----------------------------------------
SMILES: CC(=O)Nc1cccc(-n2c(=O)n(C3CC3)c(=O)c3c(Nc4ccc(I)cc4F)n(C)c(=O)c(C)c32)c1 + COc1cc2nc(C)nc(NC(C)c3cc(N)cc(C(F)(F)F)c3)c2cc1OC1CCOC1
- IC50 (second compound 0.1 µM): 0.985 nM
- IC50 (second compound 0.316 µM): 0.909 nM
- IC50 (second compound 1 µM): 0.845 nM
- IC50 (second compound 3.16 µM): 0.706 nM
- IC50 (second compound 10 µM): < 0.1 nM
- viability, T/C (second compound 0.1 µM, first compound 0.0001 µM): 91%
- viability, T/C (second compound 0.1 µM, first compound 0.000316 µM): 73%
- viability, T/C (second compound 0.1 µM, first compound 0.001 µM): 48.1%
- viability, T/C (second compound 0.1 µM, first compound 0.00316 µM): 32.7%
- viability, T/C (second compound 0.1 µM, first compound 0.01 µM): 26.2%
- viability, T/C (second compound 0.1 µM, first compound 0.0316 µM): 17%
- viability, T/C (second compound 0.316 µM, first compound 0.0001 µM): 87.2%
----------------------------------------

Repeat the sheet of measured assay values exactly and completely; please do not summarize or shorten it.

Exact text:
SMILES: CC(=O)Nc1cccc(-n2c(=O)n(C3CC3)c(=O)c3c(Nc4ccc(I)cc4F)n(C)c(=O)c(C)c32)c1 + COc1cc2nc(C)nc(NC(C)c3cc(N)cc(C(F)(F)F)c3)c2cc1OC1CCOC1
- IC50 (second compound 0.1 µM): 0.985 nM
- IC50 (second compound 0.316 µM): 0.909 nM
- IC50 (second compound 1 µM): 0.845 nM
- IC50 (second compound 3.16 µM): 0.706 nM
- IC50 (second compound 10 µM): < 0.1 nM
- viability, T/C (second compound 0.1 µM, first compound 0.0001 µM): 91%
- viability, T/C (second compound 0.1 µM, first compound 0.000316 µM): 73%
- viability, T/C (second compound 0.1 µM, first compound 0.001 µM): 48.1%
- viability, T/C (second compound 0.1 µM, first compound 0.00316 µM): 32.7%
- viability, T/C (second compound 0.1 µM, first compound 0.01 µM): 26.2%
- viability, T/C (second compound 0.1 µM, first compound 0.0316 µM): 17%
- viability, T/C (second compound 0.316 µM, first compound 0.0001 µM): 87.2%